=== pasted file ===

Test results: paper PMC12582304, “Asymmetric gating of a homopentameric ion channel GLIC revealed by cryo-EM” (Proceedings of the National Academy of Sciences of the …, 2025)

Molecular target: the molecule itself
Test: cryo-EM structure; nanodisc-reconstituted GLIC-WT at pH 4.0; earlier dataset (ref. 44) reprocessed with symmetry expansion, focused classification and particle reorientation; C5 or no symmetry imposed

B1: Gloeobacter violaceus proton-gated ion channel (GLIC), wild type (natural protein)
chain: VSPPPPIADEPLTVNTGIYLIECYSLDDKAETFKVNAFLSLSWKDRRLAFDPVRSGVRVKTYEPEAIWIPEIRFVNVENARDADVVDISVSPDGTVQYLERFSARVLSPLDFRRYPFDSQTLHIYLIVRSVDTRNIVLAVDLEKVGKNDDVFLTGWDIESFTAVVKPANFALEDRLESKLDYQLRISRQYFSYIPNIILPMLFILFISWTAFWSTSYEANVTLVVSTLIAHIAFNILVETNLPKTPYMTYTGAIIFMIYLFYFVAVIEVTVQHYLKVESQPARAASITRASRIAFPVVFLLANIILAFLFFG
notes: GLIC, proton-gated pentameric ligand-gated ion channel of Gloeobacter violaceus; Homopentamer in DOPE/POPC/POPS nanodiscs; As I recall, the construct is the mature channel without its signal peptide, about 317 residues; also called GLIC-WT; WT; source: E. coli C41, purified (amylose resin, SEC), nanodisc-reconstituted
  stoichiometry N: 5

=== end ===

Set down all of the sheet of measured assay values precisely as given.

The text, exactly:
Test results: paper PMC12582304, “Asymmetric gating of a homopentameric ion channel GLIC revealed by cryo-EM” (Proceedings of the National Academy of Sciences of the …, 2025)

Molecular target: the molecule itself
Test: cryo-EM structure; nanodisc-reconstituted GLIC-WT at pH 4.0; earlier dataset (ref. 44) reprocessed with symmetry expansion, focused classification and particle reorientation; C5 or no symmetry imposed

B1: Gloeobacter violaceus proton-gated ion channel (GLIC), wild type (natural protein)
chain: VSPPPPIADEPLTVNTGIYLIECYSLDDKAETFKVNAFLSLSWKDRRLAFDPVRSGVRVKTYEPEAIWIPEIRFVNVENARDADVVDISVSPDGTVQYLERFSARVLSPLDFRRYPFDSQTLHIYLIVRSVDTRNIVLAVDLEKVGKNDDVFLTGWDIESFTAVVKPANFALEDRLESKLDYQLRISRQYFSYIPNIILPMLFILFISWTAFWSTSYEANVTLVVSTLIAHIAFNILVETNLPKTPYMTYTGAIIFMIYLFYFVAVIEVTVQHYLKVESQPARAASITRASRIAFPVVFLLANIILAFLFFG
notes: GLIC, proton-gated pentameric ligand-gated ion channel of Gloeobacter violaceus; Homopentamer in DOPE/POPC/POPS nanodiscs; As I recall, the construct is the mature channel without its signal peptide, about 317 residues; also called GLIC-WT; WT; source: E. coli C41, purified (amylose resin, SEC), nanodisc-reconstituted
  stoichiometry N: 5